But new kinds of play can be intimidating, and before playing Field Guide to Memory, some people were concerned that they’d fail to live up to their own expectations—that they’d forget to journal or that the keepsake they were left with wouldn’t be satisfying.
“They were afraid they’d be bad at it,” says Khor. “But… the win condition of this game is you get to day … The win condition is you finish it. And the moment you finish it, you’ve won. You’ve won the game. But also, I mean, 20 days of journaling is not an insignificant demand.”
These experiences of creation and play are rewarding for players, but also for developers Khor and Shim themselves. Both creators discussed how much they enjoyed seeing the creations people make on social media, and also how they benefited from creating this game together.
I love archery. I also love textile dyeing. To me, they are equal in skill.
Field Guide—and the genres of connected path and keepsake games—all started when Shim hopped into Khor’s DMs to ask if they wanted to collaborate on a project, using words like “cryptids” and “artifacts” to describe their goals. They bounced ideas off of one another and built on one another’s strengths, with Shim handling much of the writing and emotional beats and Khor spearheading the artwork and bureaucratic side of game development.
While each creator has their own set of skills, they also have shared life experiences that made working together a uniquely refreshing experience.
“This is the first time I’ve really collaborated this in-depth with another person of color, and also another Asian American person,” Shim says. “And we’re both from diaspora and that really makes quite a difference just in terms of not needing to explain things that are just experienced.”
These experiences also helped add depth to Dr. Lee’s story in Field Guide to Memory. Dr. Lee is a queer Asian woman whose story isn’t just about her own success in the cryptozoological field, but also the communities she built and fostered. Khor and Shim intentionally included that sense of community to showcase how the roadblocks in Dr. Lee’s career—resulting from institutional sexism, racism, and queerphobia—forced her to look elsewhere and eventually build the support and communities she needed.
“It also, I feel, allowed us to do a lot of nuanced things,” Khor says.
Khor explains that the major gatekeeper to Dr. Lee’s career—Dr. Ed Yang, Director of the Institute for Theoretical Evolutions—is an Asian man. From Dr. Lee’s perspective, Dr. Yang ought to have been an ally, someone who would have seen and understood her experiences as a marginalized person. That he doesn’t adds nuance and texture to the story.
“That’s only possible when you’re working in a comfortable space with other people of color,” says Khor. “Otherwise it would have been simple to just make the director your standard stereotypical white director, but I think it’s just so much more emotional to realize that Dr. Lee has this hope that she believed it could be better, and then it wasn’t, and that that is more heartbreaking than just going through institutional setbacks.”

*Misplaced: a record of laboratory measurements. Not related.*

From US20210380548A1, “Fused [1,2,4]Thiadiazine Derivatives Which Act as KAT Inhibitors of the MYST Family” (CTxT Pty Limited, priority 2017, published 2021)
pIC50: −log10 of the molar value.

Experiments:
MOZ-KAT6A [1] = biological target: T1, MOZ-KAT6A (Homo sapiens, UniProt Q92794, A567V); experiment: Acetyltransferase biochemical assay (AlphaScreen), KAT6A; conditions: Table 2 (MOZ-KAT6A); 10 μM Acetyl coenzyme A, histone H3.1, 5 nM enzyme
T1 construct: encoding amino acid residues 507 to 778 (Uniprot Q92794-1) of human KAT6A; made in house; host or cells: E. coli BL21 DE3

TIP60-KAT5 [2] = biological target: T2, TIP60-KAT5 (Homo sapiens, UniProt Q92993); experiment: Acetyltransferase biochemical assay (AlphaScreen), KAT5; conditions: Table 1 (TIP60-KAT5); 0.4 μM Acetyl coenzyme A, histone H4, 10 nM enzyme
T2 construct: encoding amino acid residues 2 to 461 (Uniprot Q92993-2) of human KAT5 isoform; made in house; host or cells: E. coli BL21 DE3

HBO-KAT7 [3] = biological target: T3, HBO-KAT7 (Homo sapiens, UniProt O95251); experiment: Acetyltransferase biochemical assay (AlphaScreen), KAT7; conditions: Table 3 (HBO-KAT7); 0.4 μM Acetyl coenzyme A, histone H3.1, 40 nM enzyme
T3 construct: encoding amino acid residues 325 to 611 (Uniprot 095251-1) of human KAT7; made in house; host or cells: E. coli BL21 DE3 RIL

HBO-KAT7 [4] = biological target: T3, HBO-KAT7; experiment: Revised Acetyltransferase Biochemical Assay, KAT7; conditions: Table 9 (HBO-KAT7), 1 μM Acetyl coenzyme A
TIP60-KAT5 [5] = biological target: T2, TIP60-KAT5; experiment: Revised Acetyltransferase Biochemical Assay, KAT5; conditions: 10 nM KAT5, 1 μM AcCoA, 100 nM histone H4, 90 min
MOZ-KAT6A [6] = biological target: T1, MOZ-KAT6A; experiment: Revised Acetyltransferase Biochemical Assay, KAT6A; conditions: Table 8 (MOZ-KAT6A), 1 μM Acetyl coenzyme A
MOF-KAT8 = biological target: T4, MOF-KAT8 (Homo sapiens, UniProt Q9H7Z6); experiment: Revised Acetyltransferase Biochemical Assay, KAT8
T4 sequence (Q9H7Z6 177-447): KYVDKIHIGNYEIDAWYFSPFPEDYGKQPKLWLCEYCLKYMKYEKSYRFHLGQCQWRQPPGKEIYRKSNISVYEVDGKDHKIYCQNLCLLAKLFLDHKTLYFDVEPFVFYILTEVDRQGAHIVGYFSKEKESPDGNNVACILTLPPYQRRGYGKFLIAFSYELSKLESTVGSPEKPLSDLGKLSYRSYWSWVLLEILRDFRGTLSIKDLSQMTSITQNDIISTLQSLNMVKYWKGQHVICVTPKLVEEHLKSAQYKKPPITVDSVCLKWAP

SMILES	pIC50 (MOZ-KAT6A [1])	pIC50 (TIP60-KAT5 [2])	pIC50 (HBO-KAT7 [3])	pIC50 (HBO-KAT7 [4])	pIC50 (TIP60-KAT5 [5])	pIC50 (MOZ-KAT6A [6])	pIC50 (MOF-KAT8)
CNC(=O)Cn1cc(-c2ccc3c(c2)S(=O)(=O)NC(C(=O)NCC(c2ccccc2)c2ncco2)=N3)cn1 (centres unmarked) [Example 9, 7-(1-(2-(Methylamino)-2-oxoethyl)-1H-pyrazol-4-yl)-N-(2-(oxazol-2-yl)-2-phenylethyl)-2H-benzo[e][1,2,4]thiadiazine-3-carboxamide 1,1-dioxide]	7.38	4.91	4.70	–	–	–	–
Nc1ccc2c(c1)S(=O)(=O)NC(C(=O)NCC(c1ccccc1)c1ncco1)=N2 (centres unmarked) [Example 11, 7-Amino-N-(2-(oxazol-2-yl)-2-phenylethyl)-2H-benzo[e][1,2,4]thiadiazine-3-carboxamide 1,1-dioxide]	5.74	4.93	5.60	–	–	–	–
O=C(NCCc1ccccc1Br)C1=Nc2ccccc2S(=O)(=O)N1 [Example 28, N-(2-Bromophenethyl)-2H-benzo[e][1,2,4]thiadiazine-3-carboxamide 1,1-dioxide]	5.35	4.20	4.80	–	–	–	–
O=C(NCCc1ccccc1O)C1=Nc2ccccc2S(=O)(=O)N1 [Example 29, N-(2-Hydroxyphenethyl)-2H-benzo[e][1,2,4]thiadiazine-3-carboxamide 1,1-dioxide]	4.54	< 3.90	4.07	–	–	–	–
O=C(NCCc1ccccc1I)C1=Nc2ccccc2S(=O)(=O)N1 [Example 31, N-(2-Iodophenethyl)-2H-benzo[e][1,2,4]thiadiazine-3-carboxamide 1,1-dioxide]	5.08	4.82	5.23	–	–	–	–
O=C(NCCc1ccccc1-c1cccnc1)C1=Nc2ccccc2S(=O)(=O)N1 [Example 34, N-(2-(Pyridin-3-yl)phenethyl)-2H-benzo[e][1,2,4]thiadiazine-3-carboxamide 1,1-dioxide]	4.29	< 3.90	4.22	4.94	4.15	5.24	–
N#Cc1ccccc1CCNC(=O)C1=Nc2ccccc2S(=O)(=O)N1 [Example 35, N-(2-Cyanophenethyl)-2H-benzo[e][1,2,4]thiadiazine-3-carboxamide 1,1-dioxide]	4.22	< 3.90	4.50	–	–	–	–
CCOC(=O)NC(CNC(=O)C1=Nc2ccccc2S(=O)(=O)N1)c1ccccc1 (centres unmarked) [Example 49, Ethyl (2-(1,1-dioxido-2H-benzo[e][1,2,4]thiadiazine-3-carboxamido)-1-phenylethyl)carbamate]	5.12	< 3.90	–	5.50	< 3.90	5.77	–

Khor and Shim’s new harmonious creative partnership, a pandemic encouraging us to try new crafts and hobbies, and a growing mainstream awareness of climate change, racial injustice, and the benefits of slower living all seem perfectly timed for the success of connected path and keepsake games. But as Khor points out, these ideas are not new; that their game released amidst the pandemic isn’t entirely coincidental, but it wasn’t spurred on by it or any other things that gained mainstream attention last year, either.
“The thing that drives me most in the world is the desire to make space for marginalized people to explore and indulge their odd and varied passions, which might have absolutely nothing to do with their marginalization at all,” says Khor. “I want Jeeyon to make weird nerdy games about trees and squirrel watching. I want to make games about carving spoons, and other slow and methodical ways of making. It’s great that the world around us is increasing its awareness of climate change, racial injustice, and ‘slow’ culture, but also, some of us have been on this beat for a while.”
Shim and Khor’s work is thought-provoking and beautiful, and feels unique even within the diverse and growing tabletop game space. With many games forthcoming from both creators and games from other creators likely to follow, keepsake and connected path games are a genre to watch if you’re interested in games that press gently at the boundaries of our expectations, creating new, inspiring experiences for all kinds of players.
Jeeyon Shim’s next game, The Shape of Shadows, is funding through May 20 on Kickstarter. Check out Shim’s other work on their website and itch.io page.
Shing Yin Khor’s work can be found on their website, Patreon, or on Twitter at @sawdustbear.
Melissa Brinks is Sidequest’s editor in chief, co-creator of the Fake Geek Girls podcast, author of The Compendium of Magical Beasts, and an aspiring beekeeper. She once won an argument on the internet, and tweets at @MelissaBrinks.